Many folks — cops included — load up their self-defense sidearm, and then those tools silently serve and protect their owners from bad people with evil in their hearts. Unfortunately, most of us don’t think about regularly rotating the personal defense ammunition in our carry gun. or think we need to.
Don’t let that be you.
How long ago did you put the cartridges you’re carrying in your EDC pistol? Six months ago? A year? Two years even?
“I don’t remember” will count as a sub-optimal response. After all, you carry that gun to defend your life. It behooves you to keep up with a little basic preventative maintenance.
“Ammunition lasts for years,” you say. “Why do we need to do this?” Here’s but one reason why you should rotate your defensive ammunition.
Years ago, a retired cop at the police union building where I worked knew that I taught firearms classes on the weekends. He asked a favor: His niece found herself detailed to Darfur, Sudan in her job for the State Department.
Knowing the city’s reputation, she and her hubby both though it wise to seek out some pre-deployment training on the Beretta 92. They knew the Marines there would have M9s. If things went badly, they hoped to acquire a Beretta or two from the security contingent. In their minds, the Beretta surely beat a sharp stick.
So Clyde, a retired University of Illinois police lieutenant, asked if I would spend a day with them. Clyde had trained plenty of cops in his day. Wisely, he sought outside help to teach family members. He joined the niece and her husband, both novices to shooting, for a Saturday at the range.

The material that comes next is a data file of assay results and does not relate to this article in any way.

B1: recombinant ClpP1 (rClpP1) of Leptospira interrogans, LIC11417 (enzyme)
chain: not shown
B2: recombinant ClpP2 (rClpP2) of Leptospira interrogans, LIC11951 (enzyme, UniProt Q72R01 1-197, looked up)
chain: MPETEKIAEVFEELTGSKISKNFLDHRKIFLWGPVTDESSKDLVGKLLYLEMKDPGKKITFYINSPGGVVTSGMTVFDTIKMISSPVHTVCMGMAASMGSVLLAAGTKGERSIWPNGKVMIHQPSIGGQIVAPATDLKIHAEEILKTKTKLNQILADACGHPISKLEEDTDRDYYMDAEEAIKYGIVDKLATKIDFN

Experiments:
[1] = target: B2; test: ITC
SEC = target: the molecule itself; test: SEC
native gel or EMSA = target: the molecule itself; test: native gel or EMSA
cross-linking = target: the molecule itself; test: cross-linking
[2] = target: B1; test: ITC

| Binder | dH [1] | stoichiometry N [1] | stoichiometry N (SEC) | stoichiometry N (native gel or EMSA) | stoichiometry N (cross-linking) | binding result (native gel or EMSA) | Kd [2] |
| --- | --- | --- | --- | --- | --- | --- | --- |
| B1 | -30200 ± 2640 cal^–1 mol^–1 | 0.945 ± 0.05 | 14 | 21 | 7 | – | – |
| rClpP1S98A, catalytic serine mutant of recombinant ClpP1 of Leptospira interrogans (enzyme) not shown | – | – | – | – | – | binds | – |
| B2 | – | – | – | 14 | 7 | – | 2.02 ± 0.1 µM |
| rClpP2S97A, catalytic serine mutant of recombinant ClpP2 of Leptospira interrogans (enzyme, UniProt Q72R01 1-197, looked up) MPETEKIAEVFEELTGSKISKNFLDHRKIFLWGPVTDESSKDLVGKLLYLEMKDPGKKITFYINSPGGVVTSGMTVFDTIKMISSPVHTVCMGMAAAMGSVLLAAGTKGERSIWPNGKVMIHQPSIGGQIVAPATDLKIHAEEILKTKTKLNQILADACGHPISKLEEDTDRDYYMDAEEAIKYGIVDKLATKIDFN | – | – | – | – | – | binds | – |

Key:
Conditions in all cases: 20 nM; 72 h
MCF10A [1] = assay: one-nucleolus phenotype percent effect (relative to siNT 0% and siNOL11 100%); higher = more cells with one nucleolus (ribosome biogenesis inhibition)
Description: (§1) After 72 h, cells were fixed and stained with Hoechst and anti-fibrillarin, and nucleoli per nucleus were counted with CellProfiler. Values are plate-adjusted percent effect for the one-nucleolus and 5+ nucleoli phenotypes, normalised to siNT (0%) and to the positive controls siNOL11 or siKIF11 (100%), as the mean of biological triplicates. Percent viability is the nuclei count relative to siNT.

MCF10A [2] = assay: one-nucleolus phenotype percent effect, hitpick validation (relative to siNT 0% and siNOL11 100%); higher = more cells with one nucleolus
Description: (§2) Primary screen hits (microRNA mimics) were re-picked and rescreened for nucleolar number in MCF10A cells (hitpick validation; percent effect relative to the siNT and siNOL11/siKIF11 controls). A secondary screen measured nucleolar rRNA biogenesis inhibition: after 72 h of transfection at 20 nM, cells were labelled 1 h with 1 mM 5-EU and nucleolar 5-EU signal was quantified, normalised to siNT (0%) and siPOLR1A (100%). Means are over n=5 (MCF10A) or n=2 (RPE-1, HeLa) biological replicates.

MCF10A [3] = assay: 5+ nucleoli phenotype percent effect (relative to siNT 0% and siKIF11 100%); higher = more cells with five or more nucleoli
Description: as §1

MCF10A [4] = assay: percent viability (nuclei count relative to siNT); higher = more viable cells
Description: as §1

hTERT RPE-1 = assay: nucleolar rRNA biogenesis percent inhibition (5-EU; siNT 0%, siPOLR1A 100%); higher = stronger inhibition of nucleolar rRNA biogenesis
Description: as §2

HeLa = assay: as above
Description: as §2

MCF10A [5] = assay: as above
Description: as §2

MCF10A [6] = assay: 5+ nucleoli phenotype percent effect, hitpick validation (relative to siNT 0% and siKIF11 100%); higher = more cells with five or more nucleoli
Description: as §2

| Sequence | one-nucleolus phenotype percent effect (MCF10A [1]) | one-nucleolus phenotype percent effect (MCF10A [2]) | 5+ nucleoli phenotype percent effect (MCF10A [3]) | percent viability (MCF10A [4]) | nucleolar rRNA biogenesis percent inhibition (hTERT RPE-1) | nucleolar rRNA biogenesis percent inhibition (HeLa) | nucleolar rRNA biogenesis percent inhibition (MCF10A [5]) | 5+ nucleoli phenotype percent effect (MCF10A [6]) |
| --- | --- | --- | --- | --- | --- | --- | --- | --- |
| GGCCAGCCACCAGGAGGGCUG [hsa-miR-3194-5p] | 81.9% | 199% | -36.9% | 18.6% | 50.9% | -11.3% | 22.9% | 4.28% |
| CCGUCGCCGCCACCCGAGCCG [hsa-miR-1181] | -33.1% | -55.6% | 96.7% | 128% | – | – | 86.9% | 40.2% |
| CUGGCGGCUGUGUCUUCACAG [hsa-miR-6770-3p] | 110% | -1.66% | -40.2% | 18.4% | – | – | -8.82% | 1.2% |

We started with safety and gun basics and fired their first shots. From there, we covered movement, getting off the “X”, communication, learning to shoot around barricades, malfunction drills, and much more.
Clyde pretty much stayed out of the way, but added to what I taught them with his real-world experiences. By the end of the day, the pair had each fired 250 rounds and laid in a fairly decent skill set foundation using my guns for the cost of defensive carry ammo, lunch and a steak dinner for me. After an intensive day of training, they felt a lot better about their gun-handling and shooting skills.
Toward the end of our time at the range, we shot recreationally. The woman asked her uncle about his .357, the same gun he’d carried for about a million years at UIPD and later as a part-time security guard at an off-track betting facility.
He pulled out his Smith & Wesson from his duty belt. Then he carefully lined up his sights and squeezed the trigger.
Some say there’s nothing louder than the “click” you hear when you expect a bang…or a bang when you expect to hear a click. I’ll never forget that look of abject horror on his face.
“Ho-leee [bleep]!” he said, shaking his head, looking at that old workhorse.
He had fired that gun defensively more than once in his career. In one instance in the late ’60s, while pulling up on a shooting in progress on campus, he came under fire from a carload of Black Panthers. He returned the favor, emptying a cylinder on them. He hit a couple of them around the edges.
On this day though, three of his six cartridges failed to fire from that cylinder, including the first two rounds. Reloads from his belt worked just fine.